The UN COP28 climate summit has ended with nearly 200 governments agreeing a call for the world to “transition away from fossil fuels”.
The COP28 agreement marks the first time all governments at a COP have formally acknowledged the world must move away from fossil fuels.
Pope Francis had urged world leaders to commit at COP28 to speed up a move away from fossil fuels such as coal, oil and gas, with people in countries that have contributed least to causing the climate crisis being hardest hit.
COP28 'confirms what we need to do' – but more is needed on 'how'
Neil Thorns, Director of Advocacy at CAFOD, said:
“COP28 has confirmed what we need to do with an explicit reference to a world without fossil fuels and support to the most vulnerable communities through the agreement of a loss and damage fund.
“But with little new funding, the ‘how’ this happens in a fair and rapid way to support the needs of low-income countries whose populations are suffering from the climate crisis is far from clear. It risks pushing those countries further into a debt crisis with less funding to support the poorest and most vulnerable communities."
“Pope Francis called for urgent action at COP28. He may be disappointed that leaders have not moved ‘beyond the mentality of appearing to be concerned but not having the courage needed to produce substantial change’, but we now have the basis to create greater ambition at our national levels. That is the way we will keep to a 1.5 degree pathway.
“It’s encouraging to see increasing government support to link the climate and food agendas, which should be reflected in future national plans and an urgent plan to transform our food system to provide greater support smallholder farmers."
What was agreed at COP28? What was achieved at the UN climate talks in UAE?
As well as acknowledging the need for the use fossil fuels to be reduced, countries at COP28 agreed to triple the amount of energy the world can generate from renewable energy sources such as solar and wind power by 2030.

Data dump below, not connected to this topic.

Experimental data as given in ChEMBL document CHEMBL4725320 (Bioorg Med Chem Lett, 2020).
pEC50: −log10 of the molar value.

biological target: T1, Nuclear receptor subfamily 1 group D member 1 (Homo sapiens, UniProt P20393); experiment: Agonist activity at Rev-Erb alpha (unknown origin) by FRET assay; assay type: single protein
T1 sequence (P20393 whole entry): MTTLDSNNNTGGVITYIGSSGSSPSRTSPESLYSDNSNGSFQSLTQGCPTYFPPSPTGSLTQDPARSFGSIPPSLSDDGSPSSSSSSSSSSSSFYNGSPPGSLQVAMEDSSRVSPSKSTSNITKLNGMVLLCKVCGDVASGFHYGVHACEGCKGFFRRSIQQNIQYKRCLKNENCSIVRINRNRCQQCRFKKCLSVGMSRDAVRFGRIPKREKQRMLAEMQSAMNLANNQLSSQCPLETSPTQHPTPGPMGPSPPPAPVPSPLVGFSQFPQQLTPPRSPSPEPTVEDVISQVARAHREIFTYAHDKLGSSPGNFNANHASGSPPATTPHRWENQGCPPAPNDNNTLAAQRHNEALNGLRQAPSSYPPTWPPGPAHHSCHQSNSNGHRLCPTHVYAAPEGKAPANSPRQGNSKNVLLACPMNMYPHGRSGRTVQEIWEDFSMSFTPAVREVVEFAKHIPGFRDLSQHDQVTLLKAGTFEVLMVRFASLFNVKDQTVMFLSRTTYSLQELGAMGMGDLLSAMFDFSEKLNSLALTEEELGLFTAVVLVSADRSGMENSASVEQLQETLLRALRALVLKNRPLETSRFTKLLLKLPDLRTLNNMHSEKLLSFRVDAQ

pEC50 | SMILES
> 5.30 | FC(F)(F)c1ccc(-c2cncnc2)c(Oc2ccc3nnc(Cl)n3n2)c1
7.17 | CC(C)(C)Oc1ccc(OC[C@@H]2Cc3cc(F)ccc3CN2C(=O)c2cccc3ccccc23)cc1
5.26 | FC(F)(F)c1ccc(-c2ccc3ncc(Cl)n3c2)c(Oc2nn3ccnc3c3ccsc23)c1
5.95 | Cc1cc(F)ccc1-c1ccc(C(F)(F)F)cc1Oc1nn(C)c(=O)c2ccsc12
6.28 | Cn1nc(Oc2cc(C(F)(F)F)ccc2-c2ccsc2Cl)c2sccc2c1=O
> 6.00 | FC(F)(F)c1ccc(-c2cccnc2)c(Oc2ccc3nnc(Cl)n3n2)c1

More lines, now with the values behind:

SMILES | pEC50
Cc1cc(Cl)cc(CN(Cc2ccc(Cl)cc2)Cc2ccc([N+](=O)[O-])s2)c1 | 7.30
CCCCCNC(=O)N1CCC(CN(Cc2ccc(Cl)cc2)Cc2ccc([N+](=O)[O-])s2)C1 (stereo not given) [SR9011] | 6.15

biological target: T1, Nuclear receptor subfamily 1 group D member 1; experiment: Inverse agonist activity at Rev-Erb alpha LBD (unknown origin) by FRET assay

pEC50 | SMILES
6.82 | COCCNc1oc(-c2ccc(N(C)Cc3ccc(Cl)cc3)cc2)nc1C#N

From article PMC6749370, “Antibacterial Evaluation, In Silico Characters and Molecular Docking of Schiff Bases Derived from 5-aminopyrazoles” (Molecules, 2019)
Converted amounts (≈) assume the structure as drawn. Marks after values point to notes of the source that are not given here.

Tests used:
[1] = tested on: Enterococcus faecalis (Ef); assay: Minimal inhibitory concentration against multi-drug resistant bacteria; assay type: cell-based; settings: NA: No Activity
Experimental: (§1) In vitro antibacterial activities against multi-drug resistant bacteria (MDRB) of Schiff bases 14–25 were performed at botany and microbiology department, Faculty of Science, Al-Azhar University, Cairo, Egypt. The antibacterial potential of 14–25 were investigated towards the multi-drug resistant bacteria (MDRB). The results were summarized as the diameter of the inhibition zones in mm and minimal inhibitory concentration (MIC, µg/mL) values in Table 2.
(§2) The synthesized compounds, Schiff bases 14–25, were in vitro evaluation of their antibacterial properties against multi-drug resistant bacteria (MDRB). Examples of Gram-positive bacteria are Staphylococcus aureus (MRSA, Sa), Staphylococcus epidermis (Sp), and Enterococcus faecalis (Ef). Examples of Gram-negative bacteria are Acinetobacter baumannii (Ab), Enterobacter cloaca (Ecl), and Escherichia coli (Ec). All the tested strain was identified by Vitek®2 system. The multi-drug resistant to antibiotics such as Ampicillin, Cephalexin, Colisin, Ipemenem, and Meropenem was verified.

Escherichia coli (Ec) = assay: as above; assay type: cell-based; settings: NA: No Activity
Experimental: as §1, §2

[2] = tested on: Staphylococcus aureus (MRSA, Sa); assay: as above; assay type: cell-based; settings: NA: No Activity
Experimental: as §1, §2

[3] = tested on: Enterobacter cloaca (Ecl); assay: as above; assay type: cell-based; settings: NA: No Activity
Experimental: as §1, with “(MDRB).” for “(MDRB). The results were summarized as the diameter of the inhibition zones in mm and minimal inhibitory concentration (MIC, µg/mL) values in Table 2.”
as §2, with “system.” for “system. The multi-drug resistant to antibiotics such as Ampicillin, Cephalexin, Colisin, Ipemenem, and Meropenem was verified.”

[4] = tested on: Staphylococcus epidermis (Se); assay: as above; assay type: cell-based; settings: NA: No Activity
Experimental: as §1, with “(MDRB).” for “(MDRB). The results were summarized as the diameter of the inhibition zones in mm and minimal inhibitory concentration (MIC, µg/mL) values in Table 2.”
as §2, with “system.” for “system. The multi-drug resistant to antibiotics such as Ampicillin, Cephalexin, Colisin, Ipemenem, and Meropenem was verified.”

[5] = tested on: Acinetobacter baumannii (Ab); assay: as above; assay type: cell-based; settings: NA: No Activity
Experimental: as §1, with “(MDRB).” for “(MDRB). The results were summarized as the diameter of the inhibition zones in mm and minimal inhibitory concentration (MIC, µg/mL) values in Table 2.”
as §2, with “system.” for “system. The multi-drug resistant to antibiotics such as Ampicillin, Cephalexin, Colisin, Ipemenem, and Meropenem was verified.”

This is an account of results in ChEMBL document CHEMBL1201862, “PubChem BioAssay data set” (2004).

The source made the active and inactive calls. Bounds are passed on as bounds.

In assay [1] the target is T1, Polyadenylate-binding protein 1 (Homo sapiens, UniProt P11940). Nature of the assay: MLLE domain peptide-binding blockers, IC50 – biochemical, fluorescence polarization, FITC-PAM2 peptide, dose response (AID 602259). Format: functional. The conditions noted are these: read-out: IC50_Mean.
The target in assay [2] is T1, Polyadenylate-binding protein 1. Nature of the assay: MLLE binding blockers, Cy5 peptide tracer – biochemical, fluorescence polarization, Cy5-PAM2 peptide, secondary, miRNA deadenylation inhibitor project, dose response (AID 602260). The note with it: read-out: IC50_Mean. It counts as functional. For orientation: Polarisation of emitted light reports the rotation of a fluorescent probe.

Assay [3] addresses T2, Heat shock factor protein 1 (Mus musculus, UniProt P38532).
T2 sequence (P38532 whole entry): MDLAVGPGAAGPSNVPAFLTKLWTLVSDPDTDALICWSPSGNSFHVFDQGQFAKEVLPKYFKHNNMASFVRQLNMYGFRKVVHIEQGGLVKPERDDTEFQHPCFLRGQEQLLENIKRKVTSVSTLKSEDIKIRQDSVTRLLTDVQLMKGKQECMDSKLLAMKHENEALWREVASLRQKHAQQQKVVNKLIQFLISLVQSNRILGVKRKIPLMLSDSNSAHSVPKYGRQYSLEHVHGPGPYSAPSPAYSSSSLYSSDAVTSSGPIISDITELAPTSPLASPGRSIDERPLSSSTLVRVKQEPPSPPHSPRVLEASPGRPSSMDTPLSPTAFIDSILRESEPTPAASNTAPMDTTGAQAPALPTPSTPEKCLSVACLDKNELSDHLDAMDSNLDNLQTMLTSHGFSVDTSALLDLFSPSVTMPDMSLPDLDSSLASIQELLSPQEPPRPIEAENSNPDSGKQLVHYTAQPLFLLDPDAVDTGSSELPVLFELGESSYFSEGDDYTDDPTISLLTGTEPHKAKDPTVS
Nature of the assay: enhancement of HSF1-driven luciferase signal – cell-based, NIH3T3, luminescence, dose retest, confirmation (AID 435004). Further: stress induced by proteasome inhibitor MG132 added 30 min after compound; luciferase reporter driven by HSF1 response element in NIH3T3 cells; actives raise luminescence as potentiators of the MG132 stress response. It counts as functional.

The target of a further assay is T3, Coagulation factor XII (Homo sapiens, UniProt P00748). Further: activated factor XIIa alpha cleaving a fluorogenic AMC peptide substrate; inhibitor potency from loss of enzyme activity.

Governments also built on a commitment made at COP27 in 2022 to set up a ‘Loss and Damage Fund’ by confirming how the fund would operate. More than $700m was pledged by rich countries to provide financial support to communities suffering from irreversible damage due to the climate emergency, although many more billions will be required to meet the scale of destruction.
The link between the world’s broken food system and the climate crisis was acknowledged more strongly than at previous COPs, although some decisions were postponed for future climate summits.
Countries are likely to be required to include cuts to emissions from food production in future climate targets. However, more support is needed for small-scale farmers who produce more than one-third of the world’s food but whose ways of making a living are being threatened by climate disasters.
How CAFOD campaigners called for action at COP28
Thousands of CAFOD supporters campaigned in the run-up to COP28 to call for the UK government to play its part at the climate conference.
#COP28 is about to start.— CAFOD (@CAFOD) November 29, 2023
Thank you to the thousands of Catholics who've campaigned in the months leading up to the COP, calling for @RishiSunak to:
🛢️Stop backing fossil fuels
💰Honour the UK's climate finance pledges
👩🌾 Support small-scale farmers pic.twitter.com/zHRTcaWOTQ
Hundreds of Catholics took part in marches to declare they had ‘No faith in fossil fuels’, while thousands signed petitions urging Prime Minister Rishi Sunak to stick to the UK’s commitments to cut emissions to net zero and provide climate finance to communities on the frontline of the climate crisis.
More than 3,000 CAFOD campaigners wrote to MPs to share Pope Francis’s call for action at COP28.
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